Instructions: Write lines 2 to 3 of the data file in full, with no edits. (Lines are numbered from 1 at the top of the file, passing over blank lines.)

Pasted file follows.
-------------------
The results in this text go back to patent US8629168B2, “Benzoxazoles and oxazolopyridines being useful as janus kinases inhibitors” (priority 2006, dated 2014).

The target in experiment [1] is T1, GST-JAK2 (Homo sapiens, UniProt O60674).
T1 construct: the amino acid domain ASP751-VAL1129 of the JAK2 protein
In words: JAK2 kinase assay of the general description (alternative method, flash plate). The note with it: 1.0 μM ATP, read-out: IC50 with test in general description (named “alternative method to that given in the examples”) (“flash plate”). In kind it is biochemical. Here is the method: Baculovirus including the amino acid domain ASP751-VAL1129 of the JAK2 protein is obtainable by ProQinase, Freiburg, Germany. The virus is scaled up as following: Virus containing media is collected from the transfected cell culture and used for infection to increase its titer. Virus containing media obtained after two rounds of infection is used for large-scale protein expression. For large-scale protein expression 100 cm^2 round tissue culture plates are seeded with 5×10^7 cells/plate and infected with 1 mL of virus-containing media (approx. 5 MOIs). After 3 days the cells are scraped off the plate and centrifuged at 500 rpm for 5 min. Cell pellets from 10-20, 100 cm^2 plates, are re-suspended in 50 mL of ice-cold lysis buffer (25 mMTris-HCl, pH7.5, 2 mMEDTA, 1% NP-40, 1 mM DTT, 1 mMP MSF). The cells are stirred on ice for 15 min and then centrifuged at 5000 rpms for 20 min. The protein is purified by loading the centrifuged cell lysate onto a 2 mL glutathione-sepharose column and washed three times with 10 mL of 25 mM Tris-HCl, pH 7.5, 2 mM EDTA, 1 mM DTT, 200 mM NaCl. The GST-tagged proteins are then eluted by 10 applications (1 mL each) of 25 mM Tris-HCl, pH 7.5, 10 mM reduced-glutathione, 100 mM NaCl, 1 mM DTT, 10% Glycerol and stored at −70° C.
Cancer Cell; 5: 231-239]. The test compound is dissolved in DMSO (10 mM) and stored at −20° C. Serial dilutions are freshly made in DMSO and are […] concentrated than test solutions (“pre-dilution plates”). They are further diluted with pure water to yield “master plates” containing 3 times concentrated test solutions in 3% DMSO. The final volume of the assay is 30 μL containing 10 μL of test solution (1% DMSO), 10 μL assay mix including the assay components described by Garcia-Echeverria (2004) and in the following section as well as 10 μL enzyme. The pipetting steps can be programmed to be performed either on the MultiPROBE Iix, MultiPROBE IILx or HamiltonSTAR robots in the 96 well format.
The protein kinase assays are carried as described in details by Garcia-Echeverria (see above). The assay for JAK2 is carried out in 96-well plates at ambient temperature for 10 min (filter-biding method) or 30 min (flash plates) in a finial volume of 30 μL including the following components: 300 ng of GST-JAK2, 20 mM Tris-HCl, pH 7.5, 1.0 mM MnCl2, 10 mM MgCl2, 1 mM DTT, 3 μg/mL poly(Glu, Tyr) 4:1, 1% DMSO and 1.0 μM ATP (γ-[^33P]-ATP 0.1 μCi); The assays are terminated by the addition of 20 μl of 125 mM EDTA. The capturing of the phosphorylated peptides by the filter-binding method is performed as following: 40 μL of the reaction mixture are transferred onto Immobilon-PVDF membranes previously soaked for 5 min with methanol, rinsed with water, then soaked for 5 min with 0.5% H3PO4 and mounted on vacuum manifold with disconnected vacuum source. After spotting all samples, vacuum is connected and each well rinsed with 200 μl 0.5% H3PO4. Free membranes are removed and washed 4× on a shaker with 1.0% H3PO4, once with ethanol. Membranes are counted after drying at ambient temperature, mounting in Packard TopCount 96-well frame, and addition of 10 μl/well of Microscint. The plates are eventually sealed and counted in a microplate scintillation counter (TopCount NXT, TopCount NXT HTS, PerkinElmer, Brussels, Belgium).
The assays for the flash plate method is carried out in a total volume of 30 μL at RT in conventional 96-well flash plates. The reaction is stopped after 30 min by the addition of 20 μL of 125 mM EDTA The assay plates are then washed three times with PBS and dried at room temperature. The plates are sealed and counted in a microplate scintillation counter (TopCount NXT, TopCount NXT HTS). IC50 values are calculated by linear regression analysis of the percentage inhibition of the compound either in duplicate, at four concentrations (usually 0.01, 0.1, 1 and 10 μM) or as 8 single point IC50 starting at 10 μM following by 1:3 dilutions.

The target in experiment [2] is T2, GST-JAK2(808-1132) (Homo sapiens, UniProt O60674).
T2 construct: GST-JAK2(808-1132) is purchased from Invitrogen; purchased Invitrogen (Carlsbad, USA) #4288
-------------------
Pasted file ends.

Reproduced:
The target in experiment [1] is T1, GST-JAK2 (Homo sapiens, UniProt O60674).
T1 construct: the amino acid domain ASP751-VAL1129 of the JAK2 protein